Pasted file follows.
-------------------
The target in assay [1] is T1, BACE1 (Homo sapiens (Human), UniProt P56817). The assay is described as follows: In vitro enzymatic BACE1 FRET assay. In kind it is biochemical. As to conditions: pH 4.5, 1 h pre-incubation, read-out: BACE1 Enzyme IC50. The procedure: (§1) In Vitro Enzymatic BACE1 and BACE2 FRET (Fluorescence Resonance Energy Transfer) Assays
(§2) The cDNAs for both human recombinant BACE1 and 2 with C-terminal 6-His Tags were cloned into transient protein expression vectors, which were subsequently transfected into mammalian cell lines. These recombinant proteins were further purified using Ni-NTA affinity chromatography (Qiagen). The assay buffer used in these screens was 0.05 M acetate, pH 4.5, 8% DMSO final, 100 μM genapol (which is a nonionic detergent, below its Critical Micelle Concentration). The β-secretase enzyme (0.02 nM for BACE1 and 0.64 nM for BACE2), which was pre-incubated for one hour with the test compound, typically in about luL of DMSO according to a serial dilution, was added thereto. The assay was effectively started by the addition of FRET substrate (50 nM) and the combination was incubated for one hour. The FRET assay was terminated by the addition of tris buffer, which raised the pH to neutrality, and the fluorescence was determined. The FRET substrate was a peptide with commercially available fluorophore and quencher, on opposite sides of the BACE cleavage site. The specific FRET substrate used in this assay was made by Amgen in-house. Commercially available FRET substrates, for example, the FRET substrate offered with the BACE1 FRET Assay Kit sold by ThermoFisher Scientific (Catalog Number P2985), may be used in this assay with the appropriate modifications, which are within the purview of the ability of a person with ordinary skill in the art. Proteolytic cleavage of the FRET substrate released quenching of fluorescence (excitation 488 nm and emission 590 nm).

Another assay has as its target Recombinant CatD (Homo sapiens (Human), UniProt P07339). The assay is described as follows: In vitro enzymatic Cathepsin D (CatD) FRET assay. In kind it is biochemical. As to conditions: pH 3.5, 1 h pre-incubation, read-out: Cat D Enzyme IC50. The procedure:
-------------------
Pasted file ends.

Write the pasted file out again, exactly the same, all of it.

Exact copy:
The target in assay [1] is T1, BACE1 (Homo sapiens (Human), UniProt P56817). The assay is described as follows: In vitro enzymatic BACE1 FRET assay. In kind it is biochemical. As to conditions: pH 4.5, 1 h pre-incubation, read-out: BACE1 Enzyme IC50. The procedure: (§1) In Vitro Enzymatic BACE1 and BACE2 FRET (Fluorescence Resonance Energy Transfer) Assays
(§2) The cDNAs for both human recombinant BACE1 and 2 with C-terminal 6-His Tags were cloned into transient protein expression vectors, which were subsequently transfected into mammalian cell lines. These recombinant proteins were further purified using Ni-NTA affinity chromatography (Qiagen). The assay buffer used in these screens was 0.05 M acetate, pH 4.5, 8% DMSO final, 100 μM genapol (which is a nonionic detergent, below its Critical Micelle Concentration). The β-secretase enzyme (0.02 nM for BACE1 and 0.64 nM for BACE2), which was pre-incubated for one hour with the test compound, typically in about luL of DMSO according to a serial dilution, was added thereto. The assay was effectively started by the addition of FRET substrate (50 nM) and the combination was incubated for one hour. The FRET assay was terminated by the addition of tris buffer, which raised the pH to neutrality, and the fluorescence was determined. The FRET substrate was a peptide with commercially available fluorophore and quencher, on opposite sides of the BACE cleavage site. The specific FRET substrate used in this assay was made by Amgen in-house. Commercially available FRET substrates, for example, the FRET substrate offered with the BACE1 FRET Assay Kit sold by ThermoFisher Scientific (Catalog Number P2985), may be used in this assay with the appropriate modifications, which are within the purview of the ability of a person with ordinary skill in the art. Proteolytic cleavage of the FRET substrate released quenching of fluorescence (excitation 488 nm and emission 590 nm).

Another assay has as its target Recombinant CatD (Homo sapiens (Human), UniProt P07339). The assay is described as follows: In vitro enzymatic Cathepsin D (CatD) FRET assay. In kind it is biochemical. As to conditions: pH 3.5, 1 h pre-incubation, read-out: Cat D Enzyme IC50. The procedure: